Five years after the last film, Harry Potter is back - and he's now a father and civil servant in the Ministry of Magic. The stage version officially opens in London on July 30, a day before the book is released.
Harry Potter fans have proven their patience time and again over the past two decades, counting the days until each new book and film release. Now what could be their last phase of waiting is coming to an end.
The play "Harry Potter and the Cursed Child" - being billed as the eighth story in the fantasy series - is finally celebrating its official opening in London on Saturday. The first preview performance of the play took place at London's Palace Theatre on June 7, with part two premiering two nights later.
And in case you're interested in purchasing tickets, you can hold your horses. The show is sold out through May 2017, though a new batch of tickets for performances through mid-December 2017 go on sale on August 4.
With a few dozen performances already under the cast's belt, reviews of the two-part, five-hour "The Cursed Child" play have so far been overwhelmingly positive.
Hollywood trade paper "Variety" called it a "theatrical blockbuster," adding that "The Cursed Child" could win young new audiences for theater, just as the book series has done for reading.
A brief social media discussion flared up earlier this year when black actress Noma Dumezweni was cast in the role of Hermione, but British author J.K. Rowling was quick to criticize all racist comments, showing her utmost support for the casting decision.
"With my experience of social media, I thought that idiots were going to idiot," she said in an interview with "The Observer."
"Noma was chosen because she was the best actress for the job."
Script release on Harry Potter's birthday
The script of the play will officially be released Sunday, which also happens to be Harry Potter's birthday. As with its predecessors, the plot remains top secret - standard procedure for the Harry Potter marketing machine.
From books and films to memorabilia, amusement parks and now a play, the boy wizard has for nearly two decades been a global phenomenon and marketing success worth billions. The brand has also made its creator, Rowling, rich. In 2011, "Forbes" magazine estimated her net worth at about $1 billion (900 million euros) - wealthier than Queen Elizabeth II.
The first volume in the seven-part book series, "Harry Potter and the Philosopher's Stone," was released in the UK in 1997 with an initial print run of 500. Parts two and three soon followed and sales began to multiply.
The big breakthrough came in 2000 with the publication of the fourth volume, "Harry Potter and the Goblet of Fire," which set off Potter mania. Rowling's books were the first youth novels to crack the international best-seller lists. Translated into 73 languages, the series has been read all over the world selling 450 million copies worldwide; age limits and cultural boundaries seemingly do not apply.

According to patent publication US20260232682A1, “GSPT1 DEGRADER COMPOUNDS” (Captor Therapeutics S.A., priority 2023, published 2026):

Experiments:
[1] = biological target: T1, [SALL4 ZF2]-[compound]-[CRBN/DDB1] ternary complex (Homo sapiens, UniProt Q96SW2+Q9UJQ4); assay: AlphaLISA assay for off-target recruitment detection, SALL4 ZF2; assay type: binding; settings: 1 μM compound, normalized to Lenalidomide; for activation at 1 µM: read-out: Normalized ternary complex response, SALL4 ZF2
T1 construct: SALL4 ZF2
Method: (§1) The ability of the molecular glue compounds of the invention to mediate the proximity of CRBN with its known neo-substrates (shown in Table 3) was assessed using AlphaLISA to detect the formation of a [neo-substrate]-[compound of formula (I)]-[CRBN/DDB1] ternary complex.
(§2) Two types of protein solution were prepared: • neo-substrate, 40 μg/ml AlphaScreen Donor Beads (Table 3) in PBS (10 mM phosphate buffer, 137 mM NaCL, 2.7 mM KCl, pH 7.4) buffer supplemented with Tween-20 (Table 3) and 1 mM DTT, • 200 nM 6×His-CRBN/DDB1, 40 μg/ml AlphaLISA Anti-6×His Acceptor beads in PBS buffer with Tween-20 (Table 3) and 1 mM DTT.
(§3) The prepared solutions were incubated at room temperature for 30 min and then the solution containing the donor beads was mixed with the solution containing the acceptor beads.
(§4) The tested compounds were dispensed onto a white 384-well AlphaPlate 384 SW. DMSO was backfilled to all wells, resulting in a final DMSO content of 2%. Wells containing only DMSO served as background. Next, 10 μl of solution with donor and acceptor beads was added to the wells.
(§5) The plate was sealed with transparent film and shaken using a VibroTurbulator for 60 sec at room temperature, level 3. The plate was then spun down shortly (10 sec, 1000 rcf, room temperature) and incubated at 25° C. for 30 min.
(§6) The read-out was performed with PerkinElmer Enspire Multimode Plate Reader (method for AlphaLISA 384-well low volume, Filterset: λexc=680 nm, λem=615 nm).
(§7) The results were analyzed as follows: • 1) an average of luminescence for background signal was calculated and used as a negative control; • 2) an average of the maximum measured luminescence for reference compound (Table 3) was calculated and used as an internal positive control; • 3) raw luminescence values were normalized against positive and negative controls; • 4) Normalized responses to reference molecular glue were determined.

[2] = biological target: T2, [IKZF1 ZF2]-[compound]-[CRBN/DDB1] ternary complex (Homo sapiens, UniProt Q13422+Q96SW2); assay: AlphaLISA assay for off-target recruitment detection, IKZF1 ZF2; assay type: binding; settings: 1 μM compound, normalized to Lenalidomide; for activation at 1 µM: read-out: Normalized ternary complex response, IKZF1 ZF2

People were - and still are - enchanted by Rowling's parallel universe, the world of magic that exists hidden alongside the Muggle world.
Muggle, Rowling's term for a person that doesn't possess magical skills, has meanwhile joined the lexicon. People now use the term to describe any person who lacks a particular skill or is inferior, or uninitiated. For example, in the world of geocaching, where players are sent on a scavenger hunt with geographical coordinates to search for a cache of items, the idea is to make sure the cache remains unobserved by non-geocachers, or Muggles.
Not over yet
After the last volume, "Harry Potter and the Deathly Hallows," was published in 2007, fans around the world were forced to grudgingly accept that the story had come to an end. The film adaptation hit cinemas with much fanfare in 2010 and 2011, split into two parts - squeezed for every last penny.
Harry's archenemy, Lord Voldemort, had been defeated, and the epilogue showed the boy wizard many years later, grown up, married and sending his own son off to the Hogwarts School of Witchcraft and Wizardry.
And it's here, 19 years after release of the very first Harry Potter book and nine years after the last one, the story is set to continue. What we do know is that it picks up exactly where "Deathly Hallows" left off - at the St. Pancras train station in London.
These characters are already certain to return: overworked, middle-aged Harry, his wife Ginny and their son, Albus Severus, along with their two other children. Harry's friends Ron and Hermione will also appear, along with their daughter, Rose. Of course, it wouldn't be a Harry Potter story without eternal adversary Draco Malfoy and his son, who apparently has inherited the vile character traits of his father and grandfather.
To mark the book release, parties have been planned this weekend at bookstores worldwide, including at US chain bookseller Barnes & Noble. Chief merchandising officer Mary Amicucci told Reuters that the Harry Potter books continue to top their bestseller lists and that the passion for the magical tales is "truly multigenerational."
In the US, "Harry Potter and the Cursed Child" has become a bestseller even before its release, registering the most pre-orders since 2007.